When Patrick Mouratoglou invented UTS, it was with the intention of creating a version of traditional tennis that would be more engaging for younger fans. Part of this was about speeding up the pace of the game, giving less down time between points where viewers could potentially lose interest.
Looking at statistics from the first two UTS events of 2023, it’s clear that this desire to deliver a faster-paced game is working. It might be wearing out “La Monf” Gael Monfils and “The Rebel” Benoit Paire, but it’s working.
Here are the numbers that prove it.
Almost twice as many points per minute in UTS matches, compared to ATP Tour
These games lasted an average of 47 minutes, with the shortest being 33 minutes, and the longest 58 minutes. This means that on average, 2.04 points were played per minute in UTS matches this year.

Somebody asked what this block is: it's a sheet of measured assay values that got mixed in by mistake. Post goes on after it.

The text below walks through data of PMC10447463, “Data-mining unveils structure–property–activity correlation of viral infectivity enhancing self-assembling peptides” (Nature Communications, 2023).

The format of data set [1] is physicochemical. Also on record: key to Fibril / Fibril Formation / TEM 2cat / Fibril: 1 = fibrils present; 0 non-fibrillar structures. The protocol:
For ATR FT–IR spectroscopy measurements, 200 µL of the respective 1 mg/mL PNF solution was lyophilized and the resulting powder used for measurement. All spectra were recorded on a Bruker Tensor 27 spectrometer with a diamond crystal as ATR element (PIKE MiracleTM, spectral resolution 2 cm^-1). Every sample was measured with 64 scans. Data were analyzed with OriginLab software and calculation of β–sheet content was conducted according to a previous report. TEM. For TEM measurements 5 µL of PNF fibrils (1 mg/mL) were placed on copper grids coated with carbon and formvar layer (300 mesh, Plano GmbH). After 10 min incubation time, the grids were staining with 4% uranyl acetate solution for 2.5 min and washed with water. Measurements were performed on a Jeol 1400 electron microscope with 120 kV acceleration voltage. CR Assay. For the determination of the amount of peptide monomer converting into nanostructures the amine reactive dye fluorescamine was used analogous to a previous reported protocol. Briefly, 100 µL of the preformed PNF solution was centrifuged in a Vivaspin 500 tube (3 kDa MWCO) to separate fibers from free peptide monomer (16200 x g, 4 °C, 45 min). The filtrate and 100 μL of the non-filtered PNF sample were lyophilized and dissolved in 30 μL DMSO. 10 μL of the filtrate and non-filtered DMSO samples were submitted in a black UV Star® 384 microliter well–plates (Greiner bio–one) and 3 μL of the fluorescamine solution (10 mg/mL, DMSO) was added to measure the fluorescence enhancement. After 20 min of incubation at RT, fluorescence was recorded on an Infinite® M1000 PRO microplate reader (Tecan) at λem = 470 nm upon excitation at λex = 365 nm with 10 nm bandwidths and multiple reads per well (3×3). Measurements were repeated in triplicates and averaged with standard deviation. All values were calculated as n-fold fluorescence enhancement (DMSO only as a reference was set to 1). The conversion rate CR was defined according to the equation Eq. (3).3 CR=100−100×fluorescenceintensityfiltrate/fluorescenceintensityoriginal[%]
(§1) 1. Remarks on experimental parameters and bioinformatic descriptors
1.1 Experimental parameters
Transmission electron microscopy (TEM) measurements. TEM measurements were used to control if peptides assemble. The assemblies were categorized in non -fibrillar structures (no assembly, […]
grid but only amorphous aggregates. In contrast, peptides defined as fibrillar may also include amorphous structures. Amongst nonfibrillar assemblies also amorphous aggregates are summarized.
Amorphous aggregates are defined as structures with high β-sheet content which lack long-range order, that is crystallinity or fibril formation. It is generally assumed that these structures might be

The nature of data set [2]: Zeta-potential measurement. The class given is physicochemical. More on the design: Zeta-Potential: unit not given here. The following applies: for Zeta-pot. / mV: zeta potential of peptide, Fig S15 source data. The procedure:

Comparing this to the ATP Tour, average match length was 110 minutes, with 145 points played on average in best of three set matches. This means that 1.3 points are played per minute in ATP Tour matches—far lower than the 2.04 points per minute played in UTS.
Part of this increase in speed will be due to the removal of second serves in UTS, as well as the introduction of a 15 second shot clock between points, and changes of end only every eight minutes, between quarters.
It’s no wonder that the biggest takeaway most new competitors have on the UTS Tour is how hard the format is to keep up with, and how surprised they are at the physical toll it takes.